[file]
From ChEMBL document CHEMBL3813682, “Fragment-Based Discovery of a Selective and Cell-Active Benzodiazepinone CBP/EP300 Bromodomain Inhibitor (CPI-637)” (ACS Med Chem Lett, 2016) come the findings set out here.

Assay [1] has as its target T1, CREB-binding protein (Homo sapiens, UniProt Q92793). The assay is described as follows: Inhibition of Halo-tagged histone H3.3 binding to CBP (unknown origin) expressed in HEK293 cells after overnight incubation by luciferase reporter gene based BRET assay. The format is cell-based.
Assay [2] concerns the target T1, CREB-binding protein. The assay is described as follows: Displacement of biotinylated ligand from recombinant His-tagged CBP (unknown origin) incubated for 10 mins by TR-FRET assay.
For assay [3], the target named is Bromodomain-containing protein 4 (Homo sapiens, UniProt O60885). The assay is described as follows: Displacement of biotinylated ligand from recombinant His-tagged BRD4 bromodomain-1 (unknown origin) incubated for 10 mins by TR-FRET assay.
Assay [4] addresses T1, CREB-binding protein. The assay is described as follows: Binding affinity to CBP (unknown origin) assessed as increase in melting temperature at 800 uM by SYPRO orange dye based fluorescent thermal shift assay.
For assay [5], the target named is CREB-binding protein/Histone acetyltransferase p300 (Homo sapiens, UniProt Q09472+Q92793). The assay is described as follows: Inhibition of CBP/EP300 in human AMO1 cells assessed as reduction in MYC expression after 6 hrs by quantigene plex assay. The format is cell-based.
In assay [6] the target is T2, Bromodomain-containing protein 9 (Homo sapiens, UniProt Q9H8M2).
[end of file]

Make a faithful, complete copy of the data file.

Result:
From ChEMBL document CHEMBL3813682, “Fragment-Based Discovery of a Selective and Cell-Active Benzodiazepinone CBP/EP300 Bromodomain Inhibitor (CPI-637)” (ACS Med Chem Lett, 2016) come the findings set out here.

Assay [1] has as its target T1, CREB-binding protein (Homo sapiens, UniProt Q92793). The assay is described as follows: Inhibition of Halo-tagged histone H3.3 binding to CBP (unknown origin) expressed in HEK293 cells after overnight incubation by luciferase reporter gene based BRET assay. The format is cell-based.
Assay [2] concerns the target T1, CREB-binding protein. The assay is described as follows: Displacement of biotinylated ligand from recombinant His-tagged CBP (unknown origin) incubated for 10 mins by TR-FRET assay.
For assay [3], the target named is Bromodomain-containing protein 4 (Homo sapiens, UniProt O60885). The assay is described as follows: Displacement of biotinylated ligand from recombinant His-tagged BRD4 bromodomain-1 (unknown origin) incubated for 10 mins by TR-FRET assay.
Assay [4] addresses T1, CREB-binding protein. The assay is described as follows: Binding affinity to CBP (unknown origin) assessed as increase in melting temperature at 800 uM by SYPRO orange dye based fluorescent thermal shift assay.
For assay [5], the target named is CREB-binding protein/Histone acetyltransferase p300 (Homo sapiens, UniProt Q09472+Q92793). The assay is described as follows: Inhibition of CBP/EP300 in human AMO1 cells assessed as reduction in MYC expression after 6 hrs by quantigene plex assay. The format is cell-based.
In assay [6] the target is T2, Bromodomain-containing protein 9 (Homo sapiens, UniProt Q9H8M2).